Kenyan leaders institute ‘painful’ reforms

MUJAHID SAFODIEN/AFP/Getty Images (Picture actually from Swaziland)   In a grand gesture, three government ministers and one member of parliament publicly announced this week that they had been circumcised in secret. This is a particularly bold effort to help curb the taboo against circumcision among Kenya’s Luo tribe — the third largest ethnic group in ...

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592361_080925_circ5.jpg

MUJAHID SAFODIEN/AFP/Getty Images (Picture actually from Swaziland)

 

In a grand gesture, three government ministers and one member of parliament publicly announced this week that they had been circumcised in secret. This is a particularly bold effort to help curb the taboo against circumcision among Kenya's Luo tribe -- the third largest ethnic group in the country -- in which, unlike the Luhya community, the practice is not a rite of passage.

MUJAHID SAFODIEN/AFP/Getty Images (Picture actually from Swaziland)

 

In a grand gesture, three government ministers and one member of parliament publicly announced this week that they had been circumcised in secret. This is a particularly bold effort to help curb the taboo against circumcision among Kenya’s Luo tribe — the third largest ethnic group in the country — in which, unlike the Luhya community, the practice is not a rite of passage.

The hope is that this highly public display of solidarity for the scientific findings on the success circumcision has in preventing the spread of HIV and AIDS — reducing the risk of infection by as much as 60 percent — will spur men in the community to follow suit.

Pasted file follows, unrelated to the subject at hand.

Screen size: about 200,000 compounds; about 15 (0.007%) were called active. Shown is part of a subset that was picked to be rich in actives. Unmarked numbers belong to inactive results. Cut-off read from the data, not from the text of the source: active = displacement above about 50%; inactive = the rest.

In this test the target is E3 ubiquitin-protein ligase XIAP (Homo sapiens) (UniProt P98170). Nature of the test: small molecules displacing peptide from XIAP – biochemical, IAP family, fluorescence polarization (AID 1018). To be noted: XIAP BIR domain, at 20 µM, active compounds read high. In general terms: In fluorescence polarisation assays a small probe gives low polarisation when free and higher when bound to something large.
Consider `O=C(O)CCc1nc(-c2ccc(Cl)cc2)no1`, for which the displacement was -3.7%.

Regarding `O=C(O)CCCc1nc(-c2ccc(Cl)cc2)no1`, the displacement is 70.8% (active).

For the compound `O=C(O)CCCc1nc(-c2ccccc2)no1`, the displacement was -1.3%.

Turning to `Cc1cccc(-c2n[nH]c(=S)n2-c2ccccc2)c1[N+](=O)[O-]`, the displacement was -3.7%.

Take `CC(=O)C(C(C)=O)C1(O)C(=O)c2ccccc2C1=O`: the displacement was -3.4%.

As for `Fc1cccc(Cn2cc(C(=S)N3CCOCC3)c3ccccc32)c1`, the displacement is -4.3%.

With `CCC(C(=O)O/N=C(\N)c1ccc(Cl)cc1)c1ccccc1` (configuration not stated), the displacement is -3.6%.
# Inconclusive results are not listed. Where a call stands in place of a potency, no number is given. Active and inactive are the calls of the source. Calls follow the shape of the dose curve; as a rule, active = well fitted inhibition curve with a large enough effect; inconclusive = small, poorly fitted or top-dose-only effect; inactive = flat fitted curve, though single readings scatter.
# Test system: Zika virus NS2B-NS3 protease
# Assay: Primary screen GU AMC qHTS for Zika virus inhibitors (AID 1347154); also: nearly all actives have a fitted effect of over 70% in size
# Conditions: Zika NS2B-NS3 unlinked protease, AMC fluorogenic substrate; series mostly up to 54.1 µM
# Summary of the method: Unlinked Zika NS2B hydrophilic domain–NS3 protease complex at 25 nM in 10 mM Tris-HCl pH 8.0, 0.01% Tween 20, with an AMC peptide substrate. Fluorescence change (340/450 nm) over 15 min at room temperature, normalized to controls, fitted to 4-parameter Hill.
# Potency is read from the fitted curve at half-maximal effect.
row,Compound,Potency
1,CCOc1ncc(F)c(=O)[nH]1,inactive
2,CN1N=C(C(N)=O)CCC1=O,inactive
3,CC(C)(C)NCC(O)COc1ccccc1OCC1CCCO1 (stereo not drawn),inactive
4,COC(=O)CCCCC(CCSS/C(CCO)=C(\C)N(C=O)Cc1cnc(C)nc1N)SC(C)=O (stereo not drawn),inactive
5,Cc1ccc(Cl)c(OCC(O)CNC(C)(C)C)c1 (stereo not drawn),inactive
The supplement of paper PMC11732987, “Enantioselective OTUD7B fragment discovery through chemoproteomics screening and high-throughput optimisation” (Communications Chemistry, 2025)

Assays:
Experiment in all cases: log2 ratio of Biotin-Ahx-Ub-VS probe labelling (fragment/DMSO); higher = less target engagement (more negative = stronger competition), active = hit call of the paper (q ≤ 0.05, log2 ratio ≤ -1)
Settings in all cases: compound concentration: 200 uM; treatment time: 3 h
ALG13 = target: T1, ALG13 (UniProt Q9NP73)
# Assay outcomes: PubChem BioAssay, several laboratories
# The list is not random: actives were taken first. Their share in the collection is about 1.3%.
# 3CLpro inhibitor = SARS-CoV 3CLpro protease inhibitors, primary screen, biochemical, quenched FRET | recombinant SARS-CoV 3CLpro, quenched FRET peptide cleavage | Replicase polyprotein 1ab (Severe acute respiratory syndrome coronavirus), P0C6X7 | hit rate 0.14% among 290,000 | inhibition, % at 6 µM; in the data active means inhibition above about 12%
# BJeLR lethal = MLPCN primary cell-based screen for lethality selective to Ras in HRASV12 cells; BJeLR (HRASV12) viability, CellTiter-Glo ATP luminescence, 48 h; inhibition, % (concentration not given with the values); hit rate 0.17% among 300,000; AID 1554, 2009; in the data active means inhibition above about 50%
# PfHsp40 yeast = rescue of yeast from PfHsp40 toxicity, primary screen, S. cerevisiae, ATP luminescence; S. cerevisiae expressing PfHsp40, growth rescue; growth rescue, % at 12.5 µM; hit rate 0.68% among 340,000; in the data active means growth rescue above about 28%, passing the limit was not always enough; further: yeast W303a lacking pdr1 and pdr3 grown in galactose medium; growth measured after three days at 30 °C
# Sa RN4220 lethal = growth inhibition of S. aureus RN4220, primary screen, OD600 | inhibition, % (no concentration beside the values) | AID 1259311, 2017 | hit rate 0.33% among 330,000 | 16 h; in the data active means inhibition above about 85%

In Kenya, where nearly 2.5 of its 32 million citizens are currently living with HIV and AIDS, there is often resistance when it comes to bowing to medical findings over age-old traditions. This past July, after the ministry of health began offering free circumcision services in Nyanza Province, the Luo Council of Elders refused to sanction the practice. However, not all of the protests were in defense of culture. Some fear that those who have the surgery will no longer feel compelled to use condoms which are far and away the best method of prevention.

Men in the Nyanza province have been coming out in droves for the free “cut,” and the government hopes that at least two million men in the province will be circumcised. At least five other government officials have agreed to the surgerical procedure. Prime Minister Raila Odinga did his part to encourage listeners:

All there is to circumcision is availing your male organ for the foreskin to be removed, like ‘ting’ [snip] and it is all over.”

That’s quite a sales pitch.

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